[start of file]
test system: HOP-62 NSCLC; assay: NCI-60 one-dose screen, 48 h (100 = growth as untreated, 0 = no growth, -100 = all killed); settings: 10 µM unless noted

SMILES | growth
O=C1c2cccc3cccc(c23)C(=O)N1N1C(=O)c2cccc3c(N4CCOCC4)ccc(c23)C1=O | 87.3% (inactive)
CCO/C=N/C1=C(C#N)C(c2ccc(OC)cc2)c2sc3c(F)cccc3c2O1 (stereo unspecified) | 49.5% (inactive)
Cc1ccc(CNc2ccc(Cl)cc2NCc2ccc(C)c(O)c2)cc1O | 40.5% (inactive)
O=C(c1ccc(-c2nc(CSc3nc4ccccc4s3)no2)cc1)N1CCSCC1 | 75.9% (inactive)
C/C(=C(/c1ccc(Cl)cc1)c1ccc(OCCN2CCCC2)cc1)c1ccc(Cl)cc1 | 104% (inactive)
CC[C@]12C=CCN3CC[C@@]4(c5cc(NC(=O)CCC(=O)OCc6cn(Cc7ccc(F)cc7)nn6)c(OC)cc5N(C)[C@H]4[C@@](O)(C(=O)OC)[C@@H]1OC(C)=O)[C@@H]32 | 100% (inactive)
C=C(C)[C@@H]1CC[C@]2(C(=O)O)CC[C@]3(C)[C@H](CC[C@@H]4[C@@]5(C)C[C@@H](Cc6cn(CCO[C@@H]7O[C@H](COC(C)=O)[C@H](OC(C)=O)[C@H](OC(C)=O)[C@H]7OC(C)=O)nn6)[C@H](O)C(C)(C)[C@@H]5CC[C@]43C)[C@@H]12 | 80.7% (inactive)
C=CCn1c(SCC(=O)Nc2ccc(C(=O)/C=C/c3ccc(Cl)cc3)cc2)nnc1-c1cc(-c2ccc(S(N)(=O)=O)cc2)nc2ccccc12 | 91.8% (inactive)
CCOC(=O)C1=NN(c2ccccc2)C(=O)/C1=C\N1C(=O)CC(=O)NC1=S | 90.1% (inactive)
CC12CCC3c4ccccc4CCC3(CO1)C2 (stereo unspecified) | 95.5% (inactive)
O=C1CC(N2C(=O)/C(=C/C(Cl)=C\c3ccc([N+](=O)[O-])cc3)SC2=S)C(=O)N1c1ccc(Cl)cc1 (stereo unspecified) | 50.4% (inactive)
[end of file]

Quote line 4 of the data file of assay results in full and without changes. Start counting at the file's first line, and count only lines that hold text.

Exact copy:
CCO/C=N/C1=C(C#N)C(c2ccc(OC)cc2)c2sc3c(F)cccc3c2O1 (stereo unspecified) | 49.5% (inactive)